Most insurers allow any veterinarian of choice, and pet owners pay the bill and then file a claim for reimbursement. Offering pet insurance as a voluntary benefit generally comes at no cost to an employer and includes a discounted rate for employees.

Dr. Rebecca Ruch-Gallie, a veterinarian with Colorado State University, applauds the employer-pet insurance trend, adding that veterinarians and animal hospitals jumped on offering pet insurance to employees more quickly than other companies because it made good business sense. “Veterinarians are notoriously bad for not charging what they are worth. We get these sob stories, and we give in.”

Couple that love of animals with running a business, and employee insurance really makes sense, Ruch-Gallie said. “Our technicians and nurses are pretty underpaid, so it’s really important for us to help them out in any way we can.” In the past, vets would sometimes care for employees’ animals for free. “Offering insurance is a better way to do that, because you aren’t losing money. And if your business isn’t suffering, your employees are better off.”


Although her colleagues try to keep preventive medicine prices as low as they can, increased costs of medical advancements and prescription drugs will continue to inflate veterinary-care prices, just like in the human medical field, said Ruch-Gallie, who insures her own pets. “I have a large-breed dog, and she’s had two knee surgeries, and the majority has been paid through insurance. And I live in an area that has rattlesnakes,” explaining why she opted for insurance. But she emphasized that pet insurance is not financially sensible for many people, and that the CSU veterinary hospital offers information on it, but never pushes it. “It’s not inexpensive,” she said, adding that she pays $500 each a year for two dogs older than 10.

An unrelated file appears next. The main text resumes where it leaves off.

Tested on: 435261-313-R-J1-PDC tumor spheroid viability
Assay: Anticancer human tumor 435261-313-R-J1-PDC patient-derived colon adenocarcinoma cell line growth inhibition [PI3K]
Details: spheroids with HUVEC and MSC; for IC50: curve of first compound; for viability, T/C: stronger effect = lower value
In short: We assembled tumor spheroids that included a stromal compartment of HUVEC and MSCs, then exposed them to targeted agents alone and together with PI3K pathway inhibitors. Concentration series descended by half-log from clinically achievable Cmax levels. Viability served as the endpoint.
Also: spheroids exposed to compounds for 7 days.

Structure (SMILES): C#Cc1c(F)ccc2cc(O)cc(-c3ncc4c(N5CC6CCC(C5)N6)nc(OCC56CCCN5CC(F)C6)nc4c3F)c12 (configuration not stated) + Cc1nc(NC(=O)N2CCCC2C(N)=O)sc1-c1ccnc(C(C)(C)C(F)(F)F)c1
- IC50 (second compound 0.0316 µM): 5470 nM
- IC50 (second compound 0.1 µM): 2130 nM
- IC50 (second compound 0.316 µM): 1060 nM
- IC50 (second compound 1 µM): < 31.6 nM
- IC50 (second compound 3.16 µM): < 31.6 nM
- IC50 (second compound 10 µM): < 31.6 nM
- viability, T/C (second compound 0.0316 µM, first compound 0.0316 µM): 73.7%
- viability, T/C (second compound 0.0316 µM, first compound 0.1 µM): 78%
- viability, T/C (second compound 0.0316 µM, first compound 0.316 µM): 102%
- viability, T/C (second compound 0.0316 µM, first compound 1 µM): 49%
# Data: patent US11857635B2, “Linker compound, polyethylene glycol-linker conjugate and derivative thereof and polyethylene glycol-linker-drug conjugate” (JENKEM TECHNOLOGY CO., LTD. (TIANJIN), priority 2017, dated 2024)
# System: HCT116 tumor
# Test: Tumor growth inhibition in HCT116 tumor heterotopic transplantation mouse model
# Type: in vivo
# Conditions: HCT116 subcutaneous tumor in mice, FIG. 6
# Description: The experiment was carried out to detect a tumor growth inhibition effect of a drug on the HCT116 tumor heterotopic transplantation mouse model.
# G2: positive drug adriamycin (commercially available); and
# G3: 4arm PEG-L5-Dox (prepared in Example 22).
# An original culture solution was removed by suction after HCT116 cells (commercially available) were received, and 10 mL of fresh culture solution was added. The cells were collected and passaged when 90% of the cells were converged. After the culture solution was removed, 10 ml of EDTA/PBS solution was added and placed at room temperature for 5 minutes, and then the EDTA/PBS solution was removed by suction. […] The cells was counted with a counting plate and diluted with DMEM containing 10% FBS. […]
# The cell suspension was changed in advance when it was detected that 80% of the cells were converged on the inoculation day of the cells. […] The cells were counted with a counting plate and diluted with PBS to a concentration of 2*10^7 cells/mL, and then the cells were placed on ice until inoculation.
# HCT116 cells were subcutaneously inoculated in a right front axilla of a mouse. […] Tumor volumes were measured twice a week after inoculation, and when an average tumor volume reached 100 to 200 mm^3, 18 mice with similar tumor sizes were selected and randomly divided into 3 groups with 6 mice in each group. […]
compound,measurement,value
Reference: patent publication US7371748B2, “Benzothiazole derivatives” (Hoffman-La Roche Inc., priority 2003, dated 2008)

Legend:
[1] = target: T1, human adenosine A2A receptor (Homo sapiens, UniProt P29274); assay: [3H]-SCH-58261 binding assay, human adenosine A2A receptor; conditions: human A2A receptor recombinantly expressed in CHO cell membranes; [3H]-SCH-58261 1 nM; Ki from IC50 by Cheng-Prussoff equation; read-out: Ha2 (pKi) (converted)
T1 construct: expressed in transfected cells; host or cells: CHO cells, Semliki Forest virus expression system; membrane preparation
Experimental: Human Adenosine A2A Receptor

Ruch-Gallie urges employers or individuals seeking pet insurance to ensure companies offer many coverage choices and don’t have so many fine-print exclusions that the coverage isn’t worthwhile. For instance, just as with human insurance, pet insurers often exclude pre-existing conditions. They also often exclude hereditary conditions and charge more for certain breeds. And as she found out recently when calling around for quotes on her own dogs, age does matter. “Your best bet if you are going to get insurance is to get it right away when you get your young, apparently healthy pet. Young animals aren’t at any less risk of doing stupid things, like getting bit by a rattlesnake,” she said, but they are often less costly to insure, and insurance companies generally don’t raise premiums substantially once a pet has coverage.